Local business owners discuss GameDay crowds

Some locations maxed out, away from campus patronage less affected

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Local business owners discuss GameDay crowds

Mike Wagoner, owner of Zoe Coffee and Kitchen, shows a visual representation of the amount of credit card receipts they accumulated on a spike stick this weekend with ESPN’s College GameDay in town.

Mike Wagoner, owner of Zoe Coffee and Kitchen, shows a visual representation of the amount of credit card receipts they accumulated on a spike stick this weekend with ESPN’s College GameDay in town.

ANGELICA RELENTE | THE DAILY EVERGREEN

Mike Wagoner, owner of Zoe Coffee and Kitchen, shows a visual representation of the amount of credit card receipts they accumulated on a spike stick this weekend with ESPN’s College GameDay in town.

ANGELICA RELENTE | THE DAILY EVERGREEN

ANGELICA RELENTE | THE DAILY EVERGREEN

Mike Wagoner, owner of Zoe Coffee and Kitchen, shows a visual representation of the amount of credit card receipts they accumulated on a spike stick this weekend with ESPN’s College GameDay in town.

ANGELICA RELENTE, Evergreen reporter

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While many students were out late in celebration of ESPN’s College GameDay coming to campus over the weekend, downtown business owners braced themselves for one of Pullman’s biggest football weekends yet.

Kristy Mosman, Zoe Coffee and Kitchen manager, said it was hard to gauge the capacity of GameDay and the number of people in town. The restaurant started getting busy after the game and customers had to wait 45 minutes to an hour at one point.

“We opened the doors at 7,” Mosman said. “By 7:15 the entire restaurant was full.”

Mike Wagoner, Zoe Coffee and Kitchen owner, said they also had to cater to members of the marching band and ESPN. Mosman said they prepared items such as salads and salad dressing the night before.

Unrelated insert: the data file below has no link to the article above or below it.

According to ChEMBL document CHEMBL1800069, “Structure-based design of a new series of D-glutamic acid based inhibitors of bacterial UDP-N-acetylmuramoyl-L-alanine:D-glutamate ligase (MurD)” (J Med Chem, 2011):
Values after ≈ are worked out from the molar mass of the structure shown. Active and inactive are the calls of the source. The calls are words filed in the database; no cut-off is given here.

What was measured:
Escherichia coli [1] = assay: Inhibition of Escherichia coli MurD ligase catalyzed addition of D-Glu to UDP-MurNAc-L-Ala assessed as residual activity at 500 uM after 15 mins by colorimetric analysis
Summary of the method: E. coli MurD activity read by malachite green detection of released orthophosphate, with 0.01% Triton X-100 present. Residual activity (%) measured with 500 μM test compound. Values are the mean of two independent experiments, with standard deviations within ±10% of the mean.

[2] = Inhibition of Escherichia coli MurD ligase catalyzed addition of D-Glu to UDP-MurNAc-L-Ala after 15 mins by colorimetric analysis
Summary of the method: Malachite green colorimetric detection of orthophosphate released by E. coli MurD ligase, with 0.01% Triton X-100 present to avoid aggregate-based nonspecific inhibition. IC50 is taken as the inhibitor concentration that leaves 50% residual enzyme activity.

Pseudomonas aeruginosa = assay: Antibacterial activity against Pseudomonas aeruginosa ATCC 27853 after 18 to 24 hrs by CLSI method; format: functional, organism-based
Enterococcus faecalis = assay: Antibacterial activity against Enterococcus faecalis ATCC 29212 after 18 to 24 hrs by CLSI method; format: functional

“I got two hours of sleep that night,” Wagoner said.

Shelby Molinar, Thomas Hammer Coffee Roasters manager, said Saturday was an average business day for them although they had expected it to be busier than usual.

“Once 2 o’clock hit, we died completely down,” Molinar said.

The lull during that time gave the staff a chance to regroup and clean up, she said. They did food preparations ahead of time and made sure there were enough staff members for the weekend.

“When College GameDay [was] announced,” Molinar said, “I was kind of freaking out.”

She said the coffee shop opened at 5 a.m. Saturday even though it normally opens at 7 a.m. They did not get as many customers as expected, but they still wanted to make sure people had an option to get coffee.

Molinar said two of the most frequent orders they received were breakfast burritos and drip coffee.

“I had a guy get eight shots [of espresso],” she said, “and I was like, ‘Eight, right? I’m hearing this correctly, right?’ ”

Tommy Krahn, Porch Light Pizza manager, said they were able to keep up with their orders because the restaurant was not as busy as they expected.

“[On Saturday], our sales total was less than an average Saturday usually would be,” Krahn said.

Residents and visitors in Pullman were in “GameDay mode,” which might have affected the atmosphere of the restaurant, he said.

“I was out and about [Saturday] and we were expecting a little bit of a pop after the game,” Krahn said. “When I walked by the stadium, every single bar up there had lines out the door and around the corner.”

Kevin Carosella, Sella’s Calzone & Pizza owner, said the amount of customers they had was as big as a typical football game.

“I don’t think the GameDay had a whole lot of effect on us,” Carosella said.

The Coug, one of the calzones they serve, was one of the popular items that night. They also sold a lot more salads than they normally do.

“A lot of people … want to show their pride, so they order the Coug just because,” Carosella said.